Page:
Speaker Beth Harwell said the legislature may take a second pass at Insure Tennessee in January:
“I think we will revisit heath care again. I’m not telling you that Insure Tennessee has some magic bullet to be passed this year but I do think there will be continued discussion.”
Harwell said Republicans… have “legitimate concerns and I think if we’re going to see something passed, we’re going to have to address them.”
She said those concerns include caps on enrollment in the expansion program, designed under the federal Affordable Care Act to cover more uninsured working poor. “We were told it would be a program for about 280,000. The reality is there are about 400,000 people who qualify,” she said.
Sen. Bill Ketron, who led the Hill’s Fiscal Review committee during a resurgence of questions over the integrity of price tags attached to controversial bills, relinquished his position as chair of the committee Thursday.
The 15-member committee instead elected for Rep. Mark White as chair, a key ally of House Speaker Beth Harwell and two-year vice chair of the committee. He agreed to rotate with the high ranking Senator every two years for the committee’s top post.
The powerful Fiscal Review Committee reviews revenue collections, budget requests and oversees fiscal operations of state agencies. The committee is also responsible for fiscal notes, price tags attached to legislation, although the notes are calculated by staff and approved by a director appointed by the committee. Harwell has asked the National Conference of State Legislatures to review the state’s fiscal review committee and fiscal note process.
Committee members unanimously approved the appointment of Jeff Spalding as the new Fiscal Review director Thursday. Spalding, vetted by Ketron, is currently a financial analyst of the Friedman Foundation for Educational Choice, a pro-school voucher group, and is expected to begin his new post later this month.
Ketron, who was diagnosed with non-Hodgkin’s lymphoma and will miss some of this year’s legislative session as he undergoes chemotherapy. He has served six consecutive years as chairman.
Members of the committee have also changed, with the removal of Republican Reps. Jeremy Faison, Matthew Hill, and Mark Pody who were replaced in GOP House Caucus Elections by Reps. Ron Travis, Bill Sanderson and Susan Lynn. Democrat Rep. Joe Pitts was also replaced by Rep. Johnny Shaw. From the upper chamber, Sen. Brian Kelsey was replaced by Sen. Doug Overbey and retired Democratic Sen. Douglas Henry was replaced by Sen. Sara Kyle.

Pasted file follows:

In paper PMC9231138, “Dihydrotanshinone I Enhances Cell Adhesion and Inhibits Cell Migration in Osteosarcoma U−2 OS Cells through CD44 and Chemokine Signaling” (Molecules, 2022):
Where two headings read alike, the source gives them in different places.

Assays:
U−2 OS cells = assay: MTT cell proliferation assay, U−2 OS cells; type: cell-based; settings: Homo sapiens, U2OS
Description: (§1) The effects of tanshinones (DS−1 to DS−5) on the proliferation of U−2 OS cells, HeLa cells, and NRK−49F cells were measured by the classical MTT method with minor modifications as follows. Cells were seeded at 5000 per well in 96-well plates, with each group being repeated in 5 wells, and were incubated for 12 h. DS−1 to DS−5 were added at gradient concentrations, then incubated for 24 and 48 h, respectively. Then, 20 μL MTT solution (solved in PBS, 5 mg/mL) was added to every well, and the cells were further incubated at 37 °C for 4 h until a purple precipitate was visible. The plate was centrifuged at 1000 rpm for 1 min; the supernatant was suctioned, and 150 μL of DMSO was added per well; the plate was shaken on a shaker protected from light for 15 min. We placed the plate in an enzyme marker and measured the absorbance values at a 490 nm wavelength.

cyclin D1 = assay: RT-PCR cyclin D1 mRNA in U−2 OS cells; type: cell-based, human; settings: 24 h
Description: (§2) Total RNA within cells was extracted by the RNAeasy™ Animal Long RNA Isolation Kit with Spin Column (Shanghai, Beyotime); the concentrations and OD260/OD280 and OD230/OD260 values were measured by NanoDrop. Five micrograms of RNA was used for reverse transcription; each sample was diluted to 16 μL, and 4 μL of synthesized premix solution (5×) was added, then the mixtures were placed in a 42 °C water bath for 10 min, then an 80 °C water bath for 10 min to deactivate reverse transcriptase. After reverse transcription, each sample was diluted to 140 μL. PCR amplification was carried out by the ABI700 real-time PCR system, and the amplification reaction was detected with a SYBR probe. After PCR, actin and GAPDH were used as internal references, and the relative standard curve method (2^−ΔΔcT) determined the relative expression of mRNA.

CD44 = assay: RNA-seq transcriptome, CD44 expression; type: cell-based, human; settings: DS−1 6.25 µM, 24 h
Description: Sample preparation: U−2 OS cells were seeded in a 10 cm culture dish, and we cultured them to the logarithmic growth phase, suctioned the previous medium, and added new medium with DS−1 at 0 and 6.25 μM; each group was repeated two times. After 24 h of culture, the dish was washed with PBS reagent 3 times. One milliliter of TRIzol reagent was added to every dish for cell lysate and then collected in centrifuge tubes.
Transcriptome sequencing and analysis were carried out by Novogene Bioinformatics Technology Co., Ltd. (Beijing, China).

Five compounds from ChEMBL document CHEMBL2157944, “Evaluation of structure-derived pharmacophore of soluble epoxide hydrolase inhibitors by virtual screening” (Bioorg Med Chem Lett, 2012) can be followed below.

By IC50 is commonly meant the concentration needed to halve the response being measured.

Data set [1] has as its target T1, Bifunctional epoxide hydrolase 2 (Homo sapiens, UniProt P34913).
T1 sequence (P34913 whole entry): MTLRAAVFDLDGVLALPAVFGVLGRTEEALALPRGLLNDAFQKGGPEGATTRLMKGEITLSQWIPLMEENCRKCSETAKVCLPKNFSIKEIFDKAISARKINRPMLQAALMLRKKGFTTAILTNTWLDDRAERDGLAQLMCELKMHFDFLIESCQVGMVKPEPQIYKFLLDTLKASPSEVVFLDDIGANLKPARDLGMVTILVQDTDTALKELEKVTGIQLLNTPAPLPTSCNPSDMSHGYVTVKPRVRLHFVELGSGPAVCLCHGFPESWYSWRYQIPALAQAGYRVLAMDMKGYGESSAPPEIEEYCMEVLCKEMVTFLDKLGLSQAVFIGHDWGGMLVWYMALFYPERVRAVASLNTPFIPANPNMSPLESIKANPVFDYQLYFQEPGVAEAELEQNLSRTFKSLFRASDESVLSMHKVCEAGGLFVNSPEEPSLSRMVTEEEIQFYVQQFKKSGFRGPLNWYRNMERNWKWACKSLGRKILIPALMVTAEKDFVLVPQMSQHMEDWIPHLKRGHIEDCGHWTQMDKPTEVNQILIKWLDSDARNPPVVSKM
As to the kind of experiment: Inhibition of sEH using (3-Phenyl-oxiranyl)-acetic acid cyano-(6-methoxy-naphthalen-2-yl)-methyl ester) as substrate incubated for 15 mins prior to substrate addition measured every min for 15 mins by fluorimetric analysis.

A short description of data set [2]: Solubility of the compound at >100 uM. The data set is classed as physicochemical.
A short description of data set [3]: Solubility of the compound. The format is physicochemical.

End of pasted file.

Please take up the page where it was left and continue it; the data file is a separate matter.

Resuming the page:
The Speaker tells The Paris Post-Intelligencer she's interested in statewide office (which, in Tennessee, basically means one thing):
“I do love what I do, and it’s an honor to get to be speaker,” Harwell said. “Nobody knows exactly what the future holds, either personally or professionally, but if I had the opportunity to run for a statewide office, I would certainly be interested in doing that, and I would just have to see what the lay of the land is.”
At least, that’s according to the judges of the annual Ag Day on the Hill milking contest between the two speakers. Lt. Gov. Ron Ramsey teamed up with Sen. Frank Niceley to beat out House Speaker Beth Harwell and Rep. John Forgety by a three-to-one margin.
This is the third year the two speakers have milked-off against each other and Ramsey’s first win against Harwell. However, Harwell’s victories may have had something to do with Chairman Charles Sargent pouring some extra milk in her bucket, sources said.
Here is the skinny on what's in the newest version of the wine-in-grocery-stores bill, including requirements that more than 20 percent of a store's sales must come from groceries, the retail space must exceed 2,000 square feet, and participating stores must impose a minimum markup on wine.
Members say they got their first look at the language at 9 p.m. Monday night. First thing this morning, the House State Government Committee — with Speaker Beth Harwell sitting in the front row of the committee — adopted the amendment, recessed, and now plans to return at 4:30 p.m. today after reviewing the bill.